Panoramic Firth of Dornoch edit

Dornoch and the East Highlands



David Maxwell-Fyfe's mother, Isabella, was born in Dornoch to Janet and David Fraser. Their house overlooked the square where in 1955, Maxwell-Fyfe was made a Freeman of the town. It is a beautiful village which has many attributes that we discovered when we visited. The village is built around Dornoch Cathedral, a 13th century cathedral, in the square and away from the main village, you find yourself at the sea and surrounded by golf courses. Dornoch was known to Maxwell-Fyfe as his place of holiday and held warm memories for him.

Creich, Croick and the Clearances


It is easy to be confused by the two places Croick and Creich. I certainly find the history of my ancestors on the Maxwell-Fyfe side confusing. We have mounted expeditions to the East Highlands  over the last few years to try and sort our Creichs from our Croicks.  


Croick is an area where in 1845, the inhabitants of Glencavie were evicted off their land to make way for sheep farming. They sheltered in the lee of Croick church and as a testament to the event they scratched their names on one of the church windows. However as we discovered, this story has nothing to do with my great grandfather, David Maxwell-Fyfe.  


In the Napier Commision at Bonar Bridge, 1883, A S Black read a letter of Hugh Campbell, describing the clearance of his uncle's land at Migdale in 1876. After a takeover of land by Mr Sutheland Walker from William Dempster 80 years previously, the land was taken from Donald Fraser, his uncle, which caused a premature death due to 'a broken heart'. At the time that Donald Fraser died, Isabel Campbell, David's mother, was 17 years old. She was going out with an old university friend of her brother's, William Thomson Fyfe. However around that time, they had a row and split up and William Thomson married Helen Grey and made a family with her. In 1898, Helen died and Isabel and William Thomson got married and had their only son, David. David being Isabel's only son at the age of 40,  she deeply impressed on David the importance of the history of his great uncle. Janet Fraser, his grandmother, also had been part of the Clearances helping give blankets to sheltering evictees at Criech not Croick.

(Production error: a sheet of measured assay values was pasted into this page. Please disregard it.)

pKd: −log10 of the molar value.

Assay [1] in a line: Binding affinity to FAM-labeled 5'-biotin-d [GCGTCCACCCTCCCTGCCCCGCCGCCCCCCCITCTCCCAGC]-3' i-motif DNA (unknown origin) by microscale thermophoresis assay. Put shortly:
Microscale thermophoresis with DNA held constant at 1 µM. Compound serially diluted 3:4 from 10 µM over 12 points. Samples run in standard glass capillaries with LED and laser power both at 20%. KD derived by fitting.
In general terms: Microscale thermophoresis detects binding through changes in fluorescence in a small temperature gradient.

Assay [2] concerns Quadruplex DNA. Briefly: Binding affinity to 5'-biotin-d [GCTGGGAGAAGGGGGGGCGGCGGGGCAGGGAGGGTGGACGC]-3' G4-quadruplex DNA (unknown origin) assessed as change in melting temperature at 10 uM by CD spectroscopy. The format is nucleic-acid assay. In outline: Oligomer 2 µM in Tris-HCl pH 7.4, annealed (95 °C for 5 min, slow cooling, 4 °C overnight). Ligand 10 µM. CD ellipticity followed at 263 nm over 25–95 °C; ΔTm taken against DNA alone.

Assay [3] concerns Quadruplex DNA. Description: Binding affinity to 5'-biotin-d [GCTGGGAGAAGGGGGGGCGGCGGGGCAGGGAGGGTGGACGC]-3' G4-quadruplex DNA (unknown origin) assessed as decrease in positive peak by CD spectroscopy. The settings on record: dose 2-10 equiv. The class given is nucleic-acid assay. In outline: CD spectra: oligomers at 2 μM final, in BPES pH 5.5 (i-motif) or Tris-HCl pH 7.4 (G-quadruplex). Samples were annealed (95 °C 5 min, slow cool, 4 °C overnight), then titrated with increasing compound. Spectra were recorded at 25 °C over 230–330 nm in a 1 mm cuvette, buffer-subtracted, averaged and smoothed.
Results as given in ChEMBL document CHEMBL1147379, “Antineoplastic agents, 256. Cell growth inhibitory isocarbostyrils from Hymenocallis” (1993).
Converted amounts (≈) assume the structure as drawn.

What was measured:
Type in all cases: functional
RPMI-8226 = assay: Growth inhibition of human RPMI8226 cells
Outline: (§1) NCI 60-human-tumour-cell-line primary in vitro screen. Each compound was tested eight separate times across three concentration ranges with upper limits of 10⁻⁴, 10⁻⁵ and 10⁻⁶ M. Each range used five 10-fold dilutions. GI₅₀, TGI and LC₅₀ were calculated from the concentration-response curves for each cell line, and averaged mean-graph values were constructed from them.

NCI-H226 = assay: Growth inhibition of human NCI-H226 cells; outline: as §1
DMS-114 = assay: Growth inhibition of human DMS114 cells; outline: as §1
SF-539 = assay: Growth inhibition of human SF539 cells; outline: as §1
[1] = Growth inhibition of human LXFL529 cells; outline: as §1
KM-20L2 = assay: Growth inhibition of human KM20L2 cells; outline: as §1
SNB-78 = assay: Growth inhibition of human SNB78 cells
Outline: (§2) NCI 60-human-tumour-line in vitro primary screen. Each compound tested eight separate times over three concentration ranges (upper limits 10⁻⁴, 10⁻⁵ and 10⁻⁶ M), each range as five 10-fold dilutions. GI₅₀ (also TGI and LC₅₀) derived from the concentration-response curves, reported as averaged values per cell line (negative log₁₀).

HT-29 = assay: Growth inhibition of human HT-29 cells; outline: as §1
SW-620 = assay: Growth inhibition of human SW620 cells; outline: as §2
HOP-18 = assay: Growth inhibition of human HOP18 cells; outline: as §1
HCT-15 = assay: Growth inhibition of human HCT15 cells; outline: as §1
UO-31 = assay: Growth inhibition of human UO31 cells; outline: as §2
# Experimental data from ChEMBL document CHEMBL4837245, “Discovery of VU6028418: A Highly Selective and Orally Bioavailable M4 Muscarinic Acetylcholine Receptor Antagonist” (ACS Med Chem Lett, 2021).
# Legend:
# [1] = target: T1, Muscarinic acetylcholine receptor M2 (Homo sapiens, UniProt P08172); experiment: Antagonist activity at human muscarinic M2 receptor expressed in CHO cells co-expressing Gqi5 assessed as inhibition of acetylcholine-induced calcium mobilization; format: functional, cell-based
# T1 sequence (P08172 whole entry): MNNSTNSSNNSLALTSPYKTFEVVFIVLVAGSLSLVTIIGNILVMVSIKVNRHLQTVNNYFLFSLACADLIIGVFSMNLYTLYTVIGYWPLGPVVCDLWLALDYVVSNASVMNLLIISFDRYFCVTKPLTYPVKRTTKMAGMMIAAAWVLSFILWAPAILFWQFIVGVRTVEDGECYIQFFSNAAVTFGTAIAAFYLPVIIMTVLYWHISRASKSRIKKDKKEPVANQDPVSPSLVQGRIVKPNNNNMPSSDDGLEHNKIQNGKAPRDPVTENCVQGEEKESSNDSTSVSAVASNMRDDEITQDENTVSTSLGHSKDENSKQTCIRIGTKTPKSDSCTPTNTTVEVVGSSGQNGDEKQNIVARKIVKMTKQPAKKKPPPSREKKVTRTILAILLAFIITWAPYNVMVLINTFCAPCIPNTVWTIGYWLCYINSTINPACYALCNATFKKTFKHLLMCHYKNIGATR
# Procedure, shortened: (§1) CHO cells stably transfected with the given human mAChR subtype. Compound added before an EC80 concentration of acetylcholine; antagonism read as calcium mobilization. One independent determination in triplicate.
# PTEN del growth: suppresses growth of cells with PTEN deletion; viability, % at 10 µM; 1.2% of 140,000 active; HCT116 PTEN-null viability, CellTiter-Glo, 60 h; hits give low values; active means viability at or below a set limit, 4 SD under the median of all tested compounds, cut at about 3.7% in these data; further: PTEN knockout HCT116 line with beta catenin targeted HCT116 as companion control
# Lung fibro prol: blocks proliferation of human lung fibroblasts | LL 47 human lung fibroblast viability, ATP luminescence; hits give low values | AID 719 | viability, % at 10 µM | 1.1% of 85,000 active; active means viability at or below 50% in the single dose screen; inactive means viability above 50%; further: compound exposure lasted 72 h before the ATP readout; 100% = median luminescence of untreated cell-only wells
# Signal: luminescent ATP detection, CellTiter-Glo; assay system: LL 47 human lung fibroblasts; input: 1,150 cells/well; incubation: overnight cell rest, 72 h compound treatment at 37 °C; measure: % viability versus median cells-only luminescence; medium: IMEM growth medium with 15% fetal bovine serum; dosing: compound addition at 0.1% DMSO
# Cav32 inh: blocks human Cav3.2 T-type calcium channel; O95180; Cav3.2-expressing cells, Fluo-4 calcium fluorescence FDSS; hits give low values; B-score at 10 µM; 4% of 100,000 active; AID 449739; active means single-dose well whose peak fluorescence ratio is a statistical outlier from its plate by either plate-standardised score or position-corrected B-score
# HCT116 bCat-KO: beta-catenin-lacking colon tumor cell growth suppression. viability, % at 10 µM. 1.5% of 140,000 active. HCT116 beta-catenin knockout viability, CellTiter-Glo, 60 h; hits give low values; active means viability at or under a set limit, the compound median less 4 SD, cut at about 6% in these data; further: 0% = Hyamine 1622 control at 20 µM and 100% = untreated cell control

Maxwell-Fyfe was inspired by the East Highlands and it isn't difficult to see why. In the landscape of sweeping hills dominating the huge sky, there is an innate sense of freedom. I hope I have captured some of these characteristics in some of my photography of the places we visited.  



The name Kilmuir is the one that Maxwell-Fyfe when he became first Viscount Kilmuir in 1954 and later 1st Earl of Kilmuir and Baron Fyfe of Dornoch in 1962. This has been a family mystery some time why he would call himself Kilmuir since it doesn't correspond to any of the places he was living when it was bestowed on him. There are several places called Kilmuir in Scotland, two of which we visited on our expiditions to the East Highlands - Kilmuir Easter and Kilmuir Black Isle.


Kilmuir Easter is a church and graveyard overlooking the Firth of Cromarty.  


Kilmuir Black Isle is a small settlement on the Moray Firth.  


However in the course of our discovery we came to the conclusion that it was unlikely that either of these places had influenced his choice of name. It is possible that he might have called himself Kilmuir as translated from Gaellic, means church of St Mary. The Cathedral at Dornoch is dedicated to St Mary and he was very attached to Dornoch as it was the birth place of his mother. We don't know which of these ideas might be right but it's enough that he was inspired by the area so much that he named himself after it.

View from the high street edit

The High Street, Dornoch

panoramic edit


Panoramic edit

Kilmuir Easter

Click on a small image to enlarge

'In April I had another experience which was very moving to me. Dornoch, the Royal Burgh in which my mother had been born, made me a Freeman...I drove to Dornoch and was piped into the centre of the burgh with my own music 'Kilmuir's Return to Dornoch'. The ceremony was in the open air, in the square between the castle and the Cathedral, on which the windows of my grandfather's house, where my mother was born, look out.'  

from David Maxwell-Fyfe's autobiography, Political Adventure

'I had thought of calling myself Creich from the little place in Sutherland with a ruined chapel, the graveyard of which contains the bones of my forebears. Sylvia said that she was not going to spend her declining years spelling her name to the butcher's assistants, so I called myself 'Kilmuir' with the 'of Creich' not part of the title.'

from David Maxwell-Fyfe's autobiography, Political Adventure

Click on a small image to enlarge

'To the imagination of my boyhood the countryside … had a magic of its own. I shall never forget the joy of walking over the heather, finding a place to bathe and later pulling a heavy boat in half a gale on Loch Shin and watching its length fade into the hills or further west seeing the mass of Ben Mohr Assynt climb into the clouds. To me the old tales were very close.’

from David Maxwell-Fyfe's autobiography,Political Adventure

Dornoch Firth